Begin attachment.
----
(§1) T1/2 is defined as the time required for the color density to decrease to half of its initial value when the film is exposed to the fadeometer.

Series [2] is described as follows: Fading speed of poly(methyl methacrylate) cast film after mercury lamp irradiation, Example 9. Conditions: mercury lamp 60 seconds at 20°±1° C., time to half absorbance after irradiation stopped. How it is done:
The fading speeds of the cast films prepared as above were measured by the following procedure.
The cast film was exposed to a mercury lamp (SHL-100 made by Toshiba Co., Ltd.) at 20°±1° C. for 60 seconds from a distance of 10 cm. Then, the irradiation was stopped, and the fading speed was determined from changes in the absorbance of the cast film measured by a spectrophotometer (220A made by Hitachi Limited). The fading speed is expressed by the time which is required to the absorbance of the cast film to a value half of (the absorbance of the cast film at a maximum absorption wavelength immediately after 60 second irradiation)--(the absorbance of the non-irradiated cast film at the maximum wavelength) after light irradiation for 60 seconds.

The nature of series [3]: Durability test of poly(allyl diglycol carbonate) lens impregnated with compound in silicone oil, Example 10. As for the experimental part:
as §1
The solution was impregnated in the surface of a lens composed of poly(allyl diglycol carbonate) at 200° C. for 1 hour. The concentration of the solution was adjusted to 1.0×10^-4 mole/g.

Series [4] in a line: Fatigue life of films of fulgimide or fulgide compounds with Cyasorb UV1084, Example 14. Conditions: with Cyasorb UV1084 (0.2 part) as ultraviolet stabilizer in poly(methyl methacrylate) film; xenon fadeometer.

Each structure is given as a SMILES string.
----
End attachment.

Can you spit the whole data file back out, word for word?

(§1) T1/2 is defined as the time required for the color density to decrease to half of its initial value when the film is exposed to the fadeometer.

Series [2] is described as follows: Fading speed of poly(methyl methacrylate) cast film after mercury lamp irradiation, Example 9. Conditions: mercury lamp 60 seconds at 20°±1° C., time to half absorbance after irradiation stopped. How it is done:
The fading speeds of the cast films prepared as above were measured by the following procedure.
The cast film was exposed to a mercury lamp (SHL-100 made by Toshiba Co., Ltd.) at 20°±1° C. for 60 seconds from a distance of 10 cm. Then, the irradiation was stopped, and the fading speed was determined from changes in the absorbance of the cast film measured by a spectrophotometer (220A made by Hitachi Limited). The fading speed is expressed by the time which is required to the absorbance of the cast film to a value half of (the absorbance of the cast film at a maximum absorption wavelength immediately after 60 second irradiation)--(the absorbance of the non-irradiated cast film at the maximum wavelength) after light irradiation for 60 seconds.

The nature of series [3]: Durability test of poly(allyl diglycol carbonate) lens impregnated with compound in silicone oil, Example 10. As for the experimental part:
as §1
The solution was impregnated in the surface of a lens composed of poly(allyl diglycol carbonate) at 200° C. for 1 hour. The concentration of the solution was adjusted to 1.0×10^-4 mole/g.

Series [4] in a line: Fatigue life of films of fulgimide or fulgide compounds with Cyasorb UV1084, Example 14. Conditions: with Cyasorb UV1084 (0.2 part) as ultraviolet stabilizer in poly(methyl methacrylate) film; xenon fadeometer.

Each structure is given as a SMILES string.